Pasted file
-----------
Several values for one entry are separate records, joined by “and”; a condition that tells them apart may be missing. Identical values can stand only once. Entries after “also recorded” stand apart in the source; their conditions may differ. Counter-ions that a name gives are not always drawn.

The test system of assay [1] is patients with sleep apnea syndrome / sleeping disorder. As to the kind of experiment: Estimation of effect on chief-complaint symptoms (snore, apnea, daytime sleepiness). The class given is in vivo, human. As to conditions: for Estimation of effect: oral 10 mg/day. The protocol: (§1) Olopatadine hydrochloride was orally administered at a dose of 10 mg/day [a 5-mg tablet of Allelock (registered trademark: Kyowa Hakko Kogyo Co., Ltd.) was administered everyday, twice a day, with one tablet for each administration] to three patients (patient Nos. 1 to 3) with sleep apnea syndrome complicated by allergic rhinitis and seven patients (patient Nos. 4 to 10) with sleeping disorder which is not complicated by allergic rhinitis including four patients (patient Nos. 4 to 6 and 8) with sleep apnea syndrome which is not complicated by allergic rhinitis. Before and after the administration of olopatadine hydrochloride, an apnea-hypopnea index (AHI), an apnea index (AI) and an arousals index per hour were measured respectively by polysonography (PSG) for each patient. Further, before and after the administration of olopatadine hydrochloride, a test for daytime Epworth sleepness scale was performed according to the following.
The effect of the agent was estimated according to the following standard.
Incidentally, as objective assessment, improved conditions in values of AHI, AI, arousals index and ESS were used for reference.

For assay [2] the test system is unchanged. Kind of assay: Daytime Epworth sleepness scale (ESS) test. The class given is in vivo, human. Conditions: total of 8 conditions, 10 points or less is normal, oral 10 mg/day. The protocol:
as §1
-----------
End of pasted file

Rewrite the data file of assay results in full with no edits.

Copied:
Several values for one entry are separate records, joined by “and”; a condition that tells them apart may be missing. Identical values can stand only once. Entries after “also recorded” stand apart in the source; their conditions may differ. Counter-ions that a name gives are not always drawn.

The test system of assay [1] is patients with sleep apnea syndrome / sleeping disorder. As to the kind of experiment: Estimation of effect on chief-complaint symptoms (snore, apnea, daytime sleepiness). The class given is in vivo, human. As to conditions: for Estimation of effect: oral 10 mg/day. The protocol: (§1) Olopatadine hydrochloride was orally administered at a dose of 10 mg/day [a 5-mg tablet of Allelock (registered trademark: Kyowa Hakko Kogyo Co., Ltd.) was administered everyday, twice a day, with one tablet for each administration] to three patients (patient Nos. 1 to 3) with sleep apnea syndrome complicated by allergic rhinitis and seven patients (patient Nos. 4 to 10) with sleeping disorder which is not complicated by allergic rhinitis including four patients (patient Nos. 4 to 6 and 8) with sleep apnea syndrome which is not complicated by allergic rhinitis. Before and after the administration of olopatadine hydrochloride, an apnea-hypopnea index (AHI), an apnea index (AI) and an arousals index per hour were measured respectively by polysonography (PSG) for each patient. Further, before and after the administration of olopatadine hydrochloride, a test for daytime Epworth sleepness scale was performed according to the following.
The effect of the agent was estimated according to the following standard.
Incidentally, as objective assessment, improved conditions in values of AHI, AI, arousals index and ESS were used for reference.

For assay [2] the test system is unchanged. Kind of assay: Daytime Epworth sleepness scale (ESS) test. The class given is in vivo, human. Conditions: total of 8 conditions, 10 points or less is normal, oral 10 mg/day. The protocol:
as §1